Could a Melatonin Supplement Help Me Sleep Better?

Sleep doesn’t come easy for nearly 30% of Americans, and for women in post-menopausal years, nearly 60% report insomnia. A night of tossing and turning with restless sleep can set you up for a long day ahead, and if poor sleep becomes a regular occurrence, there are longer-term complications such as increased risk of heart disease, poor blood sugar control, decreased immune function, and weight gain.

There are many types of treatment, therapies, and lifestyle modifications that can be made to help improve sleep quality and quantity, but a melatonin supplement is often the first thing that comes to mind when people are looking for better sleep. While it doesn’t require much effort to start taking a melatonin supplement, is it the best option to turn to?

Melatonin Supplement Safety

First, it’s important to be aware that melatonin products are not approved or regulated by the Food and Drug Administration. They’re sold as dietary supplements and under the Dietary Supplement Health and Education Act of 1994, the FDA set the regulatory framework for supplements but they do not set standards for the contents or nutrient composition of a product, or take responsibility for their labeling claims, safety or effectiveness. Instead, it’s the responsibility of the dietary supplement company to ensure they meet safety standards and labeling requirements.

A recent analysis that appeared in the Journal of American Medical Association, found that out of the 25 melatonin gummies they tested, 22 of the products did not contain the amount of melatonin that was listed on the respective label. The doses of melatonin ranged from 74% to 347% of what was listed on the label, while one of the products didn’t contain any melatonin at all despite advertising it did.

Variations in melatonin dosage have even been found within different pills from the same bottle. These dosage differences can occur because there isn’t strict regulation from the Food and Drug Administration.

Melatonin & Sleep

Melatonin is a natural hormone that regulates sleep-wake cycles and is released in the evening when the eyes begin perceiving darkness to help prepare the body for sleep. Once light appears in the morning, melatonin production decreases so the body can begin to wake up. Levels of melatonin start to decline at puberty and as we age, sleep periods become much shorter due to less melatonin production.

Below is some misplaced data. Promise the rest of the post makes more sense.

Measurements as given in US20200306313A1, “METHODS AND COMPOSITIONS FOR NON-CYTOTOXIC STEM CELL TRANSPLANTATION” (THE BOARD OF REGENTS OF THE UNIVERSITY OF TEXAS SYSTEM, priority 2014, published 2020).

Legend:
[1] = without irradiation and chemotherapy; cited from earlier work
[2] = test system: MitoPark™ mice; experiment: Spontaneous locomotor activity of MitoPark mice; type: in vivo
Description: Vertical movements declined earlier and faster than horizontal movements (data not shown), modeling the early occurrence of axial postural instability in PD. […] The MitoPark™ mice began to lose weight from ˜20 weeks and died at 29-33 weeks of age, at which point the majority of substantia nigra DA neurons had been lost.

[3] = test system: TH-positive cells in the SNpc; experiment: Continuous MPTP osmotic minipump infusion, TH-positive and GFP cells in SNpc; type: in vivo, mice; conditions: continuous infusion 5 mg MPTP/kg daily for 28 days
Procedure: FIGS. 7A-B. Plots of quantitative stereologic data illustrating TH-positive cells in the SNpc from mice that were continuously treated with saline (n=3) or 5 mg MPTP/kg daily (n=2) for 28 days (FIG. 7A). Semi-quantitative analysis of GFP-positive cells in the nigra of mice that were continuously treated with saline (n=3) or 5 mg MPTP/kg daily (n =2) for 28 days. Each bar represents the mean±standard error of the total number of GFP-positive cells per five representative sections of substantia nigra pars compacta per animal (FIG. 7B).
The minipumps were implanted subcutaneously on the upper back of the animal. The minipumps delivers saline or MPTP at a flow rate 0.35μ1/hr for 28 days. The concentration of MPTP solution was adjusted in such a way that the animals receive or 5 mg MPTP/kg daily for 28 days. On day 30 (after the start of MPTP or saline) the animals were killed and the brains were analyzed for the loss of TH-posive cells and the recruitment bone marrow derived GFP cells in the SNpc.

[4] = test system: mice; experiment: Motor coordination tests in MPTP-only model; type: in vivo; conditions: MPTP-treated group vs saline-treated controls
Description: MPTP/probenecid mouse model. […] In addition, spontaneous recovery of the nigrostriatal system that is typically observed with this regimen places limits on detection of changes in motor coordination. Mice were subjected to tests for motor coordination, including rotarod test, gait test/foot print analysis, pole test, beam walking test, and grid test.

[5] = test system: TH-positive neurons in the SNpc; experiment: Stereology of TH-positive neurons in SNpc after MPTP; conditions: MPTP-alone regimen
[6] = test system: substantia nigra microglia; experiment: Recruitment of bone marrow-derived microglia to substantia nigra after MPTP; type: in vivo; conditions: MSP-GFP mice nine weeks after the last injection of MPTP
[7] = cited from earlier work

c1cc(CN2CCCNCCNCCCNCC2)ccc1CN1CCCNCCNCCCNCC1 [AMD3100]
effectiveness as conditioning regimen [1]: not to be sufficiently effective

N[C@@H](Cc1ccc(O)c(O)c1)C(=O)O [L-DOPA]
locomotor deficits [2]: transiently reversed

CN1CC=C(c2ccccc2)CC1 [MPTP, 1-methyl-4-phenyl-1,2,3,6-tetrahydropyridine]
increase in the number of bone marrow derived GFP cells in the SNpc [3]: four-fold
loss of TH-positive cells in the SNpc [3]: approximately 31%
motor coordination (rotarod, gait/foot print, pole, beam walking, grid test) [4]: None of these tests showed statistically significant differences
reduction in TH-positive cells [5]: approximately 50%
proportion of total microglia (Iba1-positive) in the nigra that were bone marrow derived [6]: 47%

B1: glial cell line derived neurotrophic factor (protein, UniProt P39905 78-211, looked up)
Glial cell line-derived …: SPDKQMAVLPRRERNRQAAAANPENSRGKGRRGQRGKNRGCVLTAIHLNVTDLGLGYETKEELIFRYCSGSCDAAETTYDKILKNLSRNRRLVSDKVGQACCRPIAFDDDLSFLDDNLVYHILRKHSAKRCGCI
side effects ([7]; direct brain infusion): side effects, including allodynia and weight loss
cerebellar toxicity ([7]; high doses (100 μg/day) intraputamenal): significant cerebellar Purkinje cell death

While a melatonin supplement can be a great solution when we need to adjust the sleep-wake cycle due to jet lag or temporary sleep routine disturbances, it’s not a great option for long-term use. Headaches, sleepiness during the day, dizziness, irritability, and feelings of depression are commonly reported side effects with long-term melatonin supplement use.

You can actually get melatonin, plus additional nutritional benefits, from certain foods such as tart cherry juice, tomatoes, pistachios, and egg yolks. A 2018 study found that adults reporting insomnia that drank an 8-ounce glass of tart cherry juice in the morning and 1-2 hours before bedtime, were able to extend their sleep by 84 minutes. The Montmorency variety of cherry is the specific type of cherry used to make this juice, and in addition to providing melatonin, it also contains polyphenols that can help with sleep and reduce inflammation.

A melatonin supplement won’t address the root cause of insomnia so while it may help with sleep initially, it’s not the ultimate solution. The truth is, there most likely isn’t one solution to getting back to better sleep for most people. It’s a combined effort of addressing dietary choices, physical activity, stress management, and sometimes will require cognitive behavioral therapy for insomnia, referred to as CBT-I.

Working with a healthcare professional to address the underlying reasons for the sleep troubles will provide longer lasting results than relying on supplements and risking additional adverse effects that could impact your daily life.

Karman MeyerKarman Meyer is a Registered Dietitian, speaker, and author of Eat To Sleep: What To Eat & When To Eat It for a Good Night’s Sleep and The Everything DASH Diet Meal Prep Cookbook. She speaks to groups across the country about simple changes they can make to sleep better and feel more energized day-to-day! Visit her at or on Instagram @karmanmeyer.



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